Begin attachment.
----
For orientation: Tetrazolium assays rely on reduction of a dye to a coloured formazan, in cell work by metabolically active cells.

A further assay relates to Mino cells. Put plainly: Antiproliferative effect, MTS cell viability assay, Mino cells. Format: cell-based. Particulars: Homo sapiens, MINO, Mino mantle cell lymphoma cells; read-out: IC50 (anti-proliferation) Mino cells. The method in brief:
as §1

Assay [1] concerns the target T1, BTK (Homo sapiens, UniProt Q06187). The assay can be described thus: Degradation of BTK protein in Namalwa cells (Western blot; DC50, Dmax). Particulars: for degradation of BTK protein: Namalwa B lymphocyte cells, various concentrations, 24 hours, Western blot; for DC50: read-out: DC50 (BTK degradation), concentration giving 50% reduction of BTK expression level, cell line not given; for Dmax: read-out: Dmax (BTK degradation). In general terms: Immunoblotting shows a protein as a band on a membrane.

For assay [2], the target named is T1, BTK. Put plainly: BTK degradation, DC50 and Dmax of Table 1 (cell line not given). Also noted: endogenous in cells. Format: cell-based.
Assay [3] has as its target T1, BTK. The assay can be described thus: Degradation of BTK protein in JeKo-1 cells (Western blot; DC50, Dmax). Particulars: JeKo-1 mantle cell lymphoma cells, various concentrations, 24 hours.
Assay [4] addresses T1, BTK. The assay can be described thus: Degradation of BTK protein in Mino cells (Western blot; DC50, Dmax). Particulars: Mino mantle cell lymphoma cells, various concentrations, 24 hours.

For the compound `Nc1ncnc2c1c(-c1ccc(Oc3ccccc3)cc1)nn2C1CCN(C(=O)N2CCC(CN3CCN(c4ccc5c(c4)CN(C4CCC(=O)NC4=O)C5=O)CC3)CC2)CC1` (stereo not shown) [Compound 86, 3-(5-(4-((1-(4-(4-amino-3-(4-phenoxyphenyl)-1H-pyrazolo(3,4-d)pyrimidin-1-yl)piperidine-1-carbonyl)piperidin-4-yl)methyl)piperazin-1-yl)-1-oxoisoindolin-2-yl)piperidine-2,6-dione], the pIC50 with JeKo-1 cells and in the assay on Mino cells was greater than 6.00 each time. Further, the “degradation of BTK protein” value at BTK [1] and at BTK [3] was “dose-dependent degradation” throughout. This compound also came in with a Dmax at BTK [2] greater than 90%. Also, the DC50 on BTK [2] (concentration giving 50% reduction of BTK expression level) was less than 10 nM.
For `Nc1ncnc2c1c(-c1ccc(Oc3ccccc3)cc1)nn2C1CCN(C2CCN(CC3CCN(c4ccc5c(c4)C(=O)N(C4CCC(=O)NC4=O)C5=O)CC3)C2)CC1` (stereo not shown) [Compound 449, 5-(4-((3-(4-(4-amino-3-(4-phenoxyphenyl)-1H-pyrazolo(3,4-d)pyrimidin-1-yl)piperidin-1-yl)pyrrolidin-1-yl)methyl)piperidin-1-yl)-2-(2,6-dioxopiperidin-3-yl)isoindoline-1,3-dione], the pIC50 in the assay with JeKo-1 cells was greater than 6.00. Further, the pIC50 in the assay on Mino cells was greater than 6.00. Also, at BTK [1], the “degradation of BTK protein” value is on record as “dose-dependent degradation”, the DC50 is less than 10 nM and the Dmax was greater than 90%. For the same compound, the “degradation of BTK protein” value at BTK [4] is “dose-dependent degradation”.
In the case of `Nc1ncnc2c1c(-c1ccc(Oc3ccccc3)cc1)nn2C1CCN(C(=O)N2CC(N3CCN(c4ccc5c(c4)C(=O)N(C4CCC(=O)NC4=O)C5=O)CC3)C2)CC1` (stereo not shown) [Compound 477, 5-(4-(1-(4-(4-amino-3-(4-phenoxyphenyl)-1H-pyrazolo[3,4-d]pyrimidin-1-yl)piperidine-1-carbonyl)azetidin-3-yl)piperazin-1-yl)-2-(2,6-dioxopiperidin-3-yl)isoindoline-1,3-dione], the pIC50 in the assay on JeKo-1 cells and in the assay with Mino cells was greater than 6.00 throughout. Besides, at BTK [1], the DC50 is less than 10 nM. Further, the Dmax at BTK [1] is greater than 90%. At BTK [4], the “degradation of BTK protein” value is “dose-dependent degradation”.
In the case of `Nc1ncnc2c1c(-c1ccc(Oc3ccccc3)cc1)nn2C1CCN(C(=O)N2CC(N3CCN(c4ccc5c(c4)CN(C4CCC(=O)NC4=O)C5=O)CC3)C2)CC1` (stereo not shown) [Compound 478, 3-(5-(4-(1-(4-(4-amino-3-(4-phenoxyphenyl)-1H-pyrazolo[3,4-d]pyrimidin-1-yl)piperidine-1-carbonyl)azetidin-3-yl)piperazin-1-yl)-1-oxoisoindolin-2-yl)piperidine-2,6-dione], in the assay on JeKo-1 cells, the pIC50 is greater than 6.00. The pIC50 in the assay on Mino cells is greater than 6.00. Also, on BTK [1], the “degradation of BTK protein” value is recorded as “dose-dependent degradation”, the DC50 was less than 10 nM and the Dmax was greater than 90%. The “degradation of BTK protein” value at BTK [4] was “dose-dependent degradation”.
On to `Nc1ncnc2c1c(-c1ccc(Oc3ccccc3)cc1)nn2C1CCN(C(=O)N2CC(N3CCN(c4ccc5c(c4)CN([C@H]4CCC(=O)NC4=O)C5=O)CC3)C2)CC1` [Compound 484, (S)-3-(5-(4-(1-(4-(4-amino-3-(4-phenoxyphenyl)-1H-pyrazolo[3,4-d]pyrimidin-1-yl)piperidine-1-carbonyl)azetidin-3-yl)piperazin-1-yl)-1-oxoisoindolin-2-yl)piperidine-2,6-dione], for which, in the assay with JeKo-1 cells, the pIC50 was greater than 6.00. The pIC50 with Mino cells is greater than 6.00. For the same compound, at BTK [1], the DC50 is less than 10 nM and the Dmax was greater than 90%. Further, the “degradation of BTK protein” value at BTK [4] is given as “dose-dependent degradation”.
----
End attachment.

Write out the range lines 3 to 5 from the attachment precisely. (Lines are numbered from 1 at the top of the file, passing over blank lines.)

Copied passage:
as §1

Assay [1] concerns the target T1, BTK (Homo sapiens, UniProt Q06187). The assay can be described thus: Degradation of BTK protein in Namalwa cells (Western blot; DC50, Dmax). Particulars: for degradation of BTK protein: Namalwa B lymphocyte cells, various concentrations, 24 hours, Western blot; for DC50: read-out: DC50 (BTK degradation), concentration giving 50% reduction of BTK expression level, cell line not given; for Dmax: read-out: Dmax (BTK degradation). In general terms: Immunoblotting shows a protein as a band on a membrane.

For assay [2], the target named is T1, BTK. Put plainly: BTK degradation, DC50 and Dmax of Table 1 (cell line not given). Also noted: endogenous in cells. Format: cell-based.